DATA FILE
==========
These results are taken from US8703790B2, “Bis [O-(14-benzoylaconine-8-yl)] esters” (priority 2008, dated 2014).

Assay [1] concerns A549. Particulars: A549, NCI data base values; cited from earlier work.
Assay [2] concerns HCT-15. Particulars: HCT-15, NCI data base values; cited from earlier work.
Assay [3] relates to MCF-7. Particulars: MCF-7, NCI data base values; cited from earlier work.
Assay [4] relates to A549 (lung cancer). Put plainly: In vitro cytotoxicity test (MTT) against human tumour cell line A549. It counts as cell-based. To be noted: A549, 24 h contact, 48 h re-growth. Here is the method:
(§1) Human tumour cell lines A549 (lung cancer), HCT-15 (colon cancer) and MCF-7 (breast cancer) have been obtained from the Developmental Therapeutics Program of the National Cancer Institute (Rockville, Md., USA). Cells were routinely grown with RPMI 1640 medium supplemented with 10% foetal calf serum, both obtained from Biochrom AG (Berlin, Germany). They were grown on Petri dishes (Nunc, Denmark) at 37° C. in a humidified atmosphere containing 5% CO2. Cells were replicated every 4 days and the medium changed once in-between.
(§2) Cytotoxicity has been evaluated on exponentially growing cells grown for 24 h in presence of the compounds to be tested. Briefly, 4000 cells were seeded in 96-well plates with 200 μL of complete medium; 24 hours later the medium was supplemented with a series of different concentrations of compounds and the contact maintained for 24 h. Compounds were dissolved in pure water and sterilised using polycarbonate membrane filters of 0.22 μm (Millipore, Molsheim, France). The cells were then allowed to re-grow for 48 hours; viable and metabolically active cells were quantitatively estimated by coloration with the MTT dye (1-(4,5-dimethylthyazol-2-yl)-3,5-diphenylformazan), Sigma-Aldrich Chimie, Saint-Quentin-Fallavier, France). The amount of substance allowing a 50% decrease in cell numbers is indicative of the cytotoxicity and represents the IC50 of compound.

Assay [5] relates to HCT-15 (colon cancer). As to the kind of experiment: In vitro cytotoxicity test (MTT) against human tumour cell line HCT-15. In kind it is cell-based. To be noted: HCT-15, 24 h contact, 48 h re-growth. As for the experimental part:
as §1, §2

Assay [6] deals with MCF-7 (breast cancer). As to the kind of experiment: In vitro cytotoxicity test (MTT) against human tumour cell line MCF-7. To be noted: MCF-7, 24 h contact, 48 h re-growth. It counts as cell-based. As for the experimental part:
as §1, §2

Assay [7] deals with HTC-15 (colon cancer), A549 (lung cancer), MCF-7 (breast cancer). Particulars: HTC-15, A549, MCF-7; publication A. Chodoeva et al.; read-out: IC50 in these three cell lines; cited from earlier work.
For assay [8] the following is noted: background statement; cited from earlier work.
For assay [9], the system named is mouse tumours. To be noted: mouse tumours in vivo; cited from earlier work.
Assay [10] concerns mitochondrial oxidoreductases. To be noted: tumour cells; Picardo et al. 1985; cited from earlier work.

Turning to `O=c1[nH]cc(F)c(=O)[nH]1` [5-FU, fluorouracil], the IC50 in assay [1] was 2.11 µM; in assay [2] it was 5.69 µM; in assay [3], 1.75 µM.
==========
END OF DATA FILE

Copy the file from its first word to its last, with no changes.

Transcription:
These results are taken from US8703790B2, “Bis [O-(14-benzoylaconine-8-yl)] esters” (priority 2008, dated 2014).

Assay [1] concerns A549. Particulars: A549, NCI data base values; cited from earlier work.
Assay [2] concerns HCT-15. Particulars: HCT-15, NCI data base values; cited from earlier work.
Assay [3] relates to MCF-7. Particulars: MCF-7, NCI data base values; cited from earlier work.
Assay [4] relates to A549 (lung cancer). Put plainly: In vitro cytotoxicity test (MTT) against human tumour cell line A549. It counts as cell-based. To be noted: A549, 24 h contact, 48 h re-growth. Here is the method:
(§1) Human tumour cell lines A549 (lung cancer), HCT-15 (colon cancer) and MCF-7 (breast cancer) have been obtained from the Developmental Therapeutics Program of the National Cancer Institute (Rockville, Md., USA). Cells were routinely grown with RPMI 1640 medium supplemented with 10% foetal calf serum, both obtained from Biochrom AG (Berlin, Germany). They were grown on Petri dishes (Nunc, Denmark) at 37° C. in a humidified atmosphere containing 5% CO2. Cells were replicated every 4 days and the medium changed once in-between.
(§2) Cytotoxicity has been evaluated on exponentially growing cells grown for 24 h in presence of the compounds to be tested. Briefly, 4000 cells were seeded in 96-well plates with 200 μL of complete medium; 24 hours later the medium was supplemented with a series of different concentrations of compounds and the contact maintained for 24 h. Compounds were dissolved in pure water and sterilised using polycarbonate membrane filters of 0.22 μm (Millipore, Molsheim, France). The cells were then allowed to re-grow for 48 hours; viable and metabolically active cells were quantitatively estimated by coloration with the MTT dye (1-(4,5-dimethylthyazol-2-yl)-3,5-diphenylformazan), Sigma-Aldrich Chimie, Saint-Quentin-Fallavier, France). The amount of substance allowing a 50% decrease in cell numbers is indicative of the cytotoxicity and represents the IC50 of compound.

Assay [5] relates to HCT-15 (colon cancer). As to the kind of experiment: In vitro cytotoxicity test (MTT) against human tumour cell line HCT-15. In kind it is cell-based. To be noted: HCT-15, 24 h contact, 48 h re-growth. As for the experimental part:
as §1, §2

Assay [6] deals with MCF-7 (breast cancer). As to the kind of experiment: In vitro cytotoxicity test (MTT) against human tumour cell line MCF-7. To be noted: MCF-7, 24 h contact, 48 h re-growth. It counts as cell-based. As for the experimental part:
as §1, §2

Assay [7] deals with HTC-15 (colon cancer), A549 (lung cancer), MCF-7 (breast cancer). Particulars: HTC-15, A549, MCF-7; publication A. Chodoeva et al.; read-out: IC50 in these three cell lines; cited from earlier work.
For assay [8] the following is noted: background statement; cited from earlier work.
For assay [9], the system named is mouse tumours. To be noted: mouse tumours in vivo; cited from earlier work.
Assay [10] concerns mitochondrial oxidoreductases. To be noted: tumour cells; Picardo et al. 1985; cited from earlier work.

Turning to `O=c1[nH]cc(F)c(=O)[nH]1` [5-FU, fluorouracil], the IC50 in assay [1] was 2.11 µM; in assay [2] it was 5.69 µM; in assay [3], 1.75 µM.